Story telling activities to boost Chinese ability

A few weeks ago, we tried out some activities to help our children use stories to improve their Chinese skills. This week, we will be using different aspects of storytelling to help kids with their observational skills about life, people, and their surroundings. You can also tie these activities in with our previous article about using observation skills.


Most of these activities are engineered in such a way as to make the Chinese seem like an “afterthought.” The goal will be to teach children how to use their actual life and environment to mine details for a story - but in Chinese. If this is beyond your children’s Chinese abilities or vocabulary, it’s a good way to teach these skills in English and then teach your children the words they need in Chinese.

Observational Chinese Story Prompt Activity (age 3+, single or multiple players)

  • Sheets of paper
  • Pen/Pencil
  • If you don’t want to do this at home, you can take your kids to a park or a place with lots of people (or even a museum)
  1. Ask your child to look around their surroundings and have them point out things they find interesting. If they don’t know the words in Chinese, provide them the words.
  2. Depending on your child’s ability, ask them to explain to you why they find it interesting. Is it something they don’t see often? Find funny? Scary?
  3. Remember to have your children use all their senses. What do they see? Hear? Touch? Taste? Feel (as in emotions)?
  4. After they have pointed out a few things from their surroundings, ask your child to create a short story from the interesting things.

Depending on your child’s age, you can increase or decrease the difficulty level of the activity by taking the following steps:

  1. The younger your child, the fewer observations you can ask from them (although you may find that they’re the most observant!).
  2. To make it easier, you can provide tiny prompts as they’re telling the story. (Eg: Tell me a story about what you see.)
  3. To make it more difficult, you can ask your children to WRITE down the story in addition to telling you the story.
  4. To make it easier, you can ask a series of questions and have them answer one question the questions and have it count as the story.

Descriptive Object Story Activity (age 3+, single or multi players)

  • Random objects for your child to observe and describe
  • Pen/Pencil


  1. Place the objects in front of your child.
  2. Ask your child to describe the object to the best of their abilities.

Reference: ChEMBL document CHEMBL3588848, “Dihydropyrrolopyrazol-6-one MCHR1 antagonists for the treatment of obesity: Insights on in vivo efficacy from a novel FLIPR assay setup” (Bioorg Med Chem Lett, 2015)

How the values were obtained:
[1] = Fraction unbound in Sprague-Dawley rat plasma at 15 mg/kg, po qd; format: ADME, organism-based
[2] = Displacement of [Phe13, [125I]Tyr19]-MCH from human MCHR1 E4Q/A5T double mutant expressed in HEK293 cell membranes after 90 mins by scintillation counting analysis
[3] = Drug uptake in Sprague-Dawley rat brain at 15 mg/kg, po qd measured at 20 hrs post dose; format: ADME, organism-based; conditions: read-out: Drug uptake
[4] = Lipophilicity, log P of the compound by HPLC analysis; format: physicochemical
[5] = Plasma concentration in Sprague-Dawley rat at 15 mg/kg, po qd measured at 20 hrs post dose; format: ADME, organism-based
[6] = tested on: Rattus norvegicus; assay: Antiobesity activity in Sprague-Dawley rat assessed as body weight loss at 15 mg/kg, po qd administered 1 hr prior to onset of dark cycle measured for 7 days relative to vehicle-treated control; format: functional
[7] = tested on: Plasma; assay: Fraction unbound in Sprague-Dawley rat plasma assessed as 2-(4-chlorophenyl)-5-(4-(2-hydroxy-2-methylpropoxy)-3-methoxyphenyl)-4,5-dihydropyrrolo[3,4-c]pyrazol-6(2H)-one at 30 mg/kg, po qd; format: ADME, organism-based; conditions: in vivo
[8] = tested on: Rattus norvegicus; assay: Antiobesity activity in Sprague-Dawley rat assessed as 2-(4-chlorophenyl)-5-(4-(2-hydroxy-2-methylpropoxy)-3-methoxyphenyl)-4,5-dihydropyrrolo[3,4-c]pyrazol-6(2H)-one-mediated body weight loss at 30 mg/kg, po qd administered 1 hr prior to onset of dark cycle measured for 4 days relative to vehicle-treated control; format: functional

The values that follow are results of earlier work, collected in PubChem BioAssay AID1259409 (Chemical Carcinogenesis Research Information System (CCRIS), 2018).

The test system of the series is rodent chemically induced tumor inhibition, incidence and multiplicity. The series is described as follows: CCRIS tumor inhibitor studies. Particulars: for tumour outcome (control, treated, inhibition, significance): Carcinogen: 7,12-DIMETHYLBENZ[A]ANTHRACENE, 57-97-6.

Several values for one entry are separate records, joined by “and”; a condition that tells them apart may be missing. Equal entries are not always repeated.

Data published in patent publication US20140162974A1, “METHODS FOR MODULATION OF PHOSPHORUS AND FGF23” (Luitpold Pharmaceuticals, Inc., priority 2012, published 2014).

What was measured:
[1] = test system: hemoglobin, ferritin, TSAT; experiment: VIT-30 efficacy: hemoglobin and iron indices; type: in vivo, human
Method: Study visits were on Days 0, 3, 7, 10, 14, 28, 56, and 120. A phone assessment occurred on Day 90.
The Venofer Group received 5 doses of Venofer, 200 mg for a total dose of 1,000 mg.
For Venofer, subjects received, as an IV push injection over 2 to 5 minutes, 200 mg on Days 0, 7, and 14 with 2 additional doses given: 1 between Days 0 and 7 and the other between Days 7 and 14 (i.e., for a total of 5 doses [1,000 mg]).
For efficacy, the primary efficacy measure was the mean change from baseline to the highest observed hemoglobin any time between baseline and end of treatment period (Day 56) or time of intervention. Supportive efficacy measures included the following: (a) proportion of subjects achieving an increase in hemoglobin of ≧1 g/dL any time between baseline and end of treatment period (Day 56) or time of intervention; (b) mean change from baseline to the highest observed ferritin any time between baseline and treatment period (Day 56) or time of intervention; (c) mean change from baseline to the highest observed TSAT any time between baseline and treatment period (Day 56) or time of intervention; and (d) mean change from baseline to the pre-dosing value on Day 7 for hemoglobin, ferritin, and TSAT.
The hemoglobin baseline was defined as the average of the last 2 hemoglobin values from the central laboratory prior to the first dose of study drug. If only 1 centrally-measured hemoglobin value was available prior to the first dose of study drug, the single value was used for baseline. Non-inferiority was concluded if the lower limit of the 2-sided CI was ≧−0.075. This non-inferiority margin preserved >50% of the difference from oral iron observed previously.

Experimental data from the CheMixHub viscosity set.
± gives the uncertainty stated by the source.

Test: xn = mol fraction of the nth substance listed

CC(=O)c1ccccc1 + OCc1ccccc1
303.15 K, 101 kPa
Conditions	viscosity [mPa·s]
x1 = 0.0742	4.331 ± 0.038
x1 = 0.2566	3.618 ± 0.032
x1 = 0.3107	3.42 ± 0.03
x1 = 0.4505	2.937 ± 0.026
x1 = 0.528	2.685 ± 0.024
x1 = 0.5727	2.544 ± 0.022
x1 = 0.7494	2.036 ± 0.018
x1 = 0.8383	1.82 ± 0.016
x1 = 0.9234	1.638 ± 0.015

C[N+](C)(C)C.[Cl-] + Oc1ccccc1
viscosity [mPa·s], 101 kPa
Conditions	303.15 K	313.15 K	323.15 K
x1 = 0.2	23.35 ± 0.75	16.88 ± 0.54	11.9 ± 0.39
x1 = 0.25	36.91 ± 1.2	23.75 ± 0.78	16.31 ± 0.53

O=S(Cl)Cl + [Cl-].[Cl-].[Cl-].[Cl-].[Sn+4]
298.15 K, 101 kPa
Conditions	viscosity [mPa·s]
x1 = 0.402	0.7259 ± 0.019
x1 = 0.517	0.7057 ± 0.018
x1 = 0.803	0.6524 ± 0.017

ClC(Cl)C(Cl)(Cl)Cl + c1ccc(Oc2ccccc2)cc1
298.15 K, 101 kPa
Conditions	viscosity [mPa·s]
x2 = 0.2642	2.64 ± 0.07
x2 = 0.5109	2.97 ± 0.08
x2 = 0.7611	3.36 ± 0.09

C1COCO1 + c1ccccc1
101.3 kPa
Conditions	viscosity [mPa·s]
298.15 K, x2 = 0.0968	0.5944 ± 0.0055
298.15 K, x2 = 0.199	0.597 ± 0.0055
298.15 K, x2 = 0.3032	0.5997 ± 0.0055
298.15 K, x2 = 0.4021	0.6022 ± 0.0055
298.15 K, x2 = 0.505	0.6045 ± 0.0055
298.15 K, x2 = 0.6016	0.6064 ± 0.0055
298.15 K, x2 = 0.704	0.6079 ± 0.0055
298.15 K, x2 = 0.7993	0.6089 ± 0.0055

3. Using the descriptions your children have come up with, see if they can transfer the descriptions to other things (Eg: a tall tree can become a tall person)
  4. Ask your child to tell a story using the descriptions.

Depending on the age of your child, you can increase or decrease the difficulty level of the activity by taking the following steps:

  1. To make the activity harder, you can ask your child to transfer the descriptions onto other things in their story - or even have them try antonyms. Ask the kids what kind of objects would be the OPPOSITE of what they just described.
  2. To make the activity easier, you can have your child tell the story using the object they just described.
  3. To make the activity easier, you can use fewer objects. To make it harder, add more objects.
  4. To make the activity easier, you can give your children hints of prompts to get them started.
  5. To make the activity harder, choose objects that have no discernible relations and have your child make something up based on that.
  6. For multiple children, you can either have them write individual stories or have them write a story together.
  7. To make it more difficult, you can ask your children to WRITE down the story in addition to telling you the story.

We would love to hear your comments and see pictures of your kids doing the activities. Make sure you join our Sagebooks HK Parent Support Facebook Group and share with us!


Remember: opportunities to teach Chinese are everywhere.

Our daily lives are a font of rich vocabulary if we just slow down enough to remember. Children are constantly asking questions, making random jokes and observations about their inner and outer lives. We can take advantage of their natural curiosity.

If you already know the terms in Chinese, simply provide them for your children when the topics come up. Explain things in Chinese first. If you don’t know the terms, develop the habit of pausing and then looking up key terms in a dictionary. Then explain what you can in Chinese and sub in English for the parts you don’t. Or, just use the key Chinese terms and explain the rest in English.

But in general, mine your daily lives for the words you can teach your children. After all, if you use it daily, your children will have a better chance of recalling and using the terms in the future.

很多家長都已是我們 Facebook 群組【講媽 · 講爸園地】 的成員。歡迎你也加入我們,一起互相鼓勵和支持,共同為孩子的學習而努力。

加入【講媽 · 講爸園地】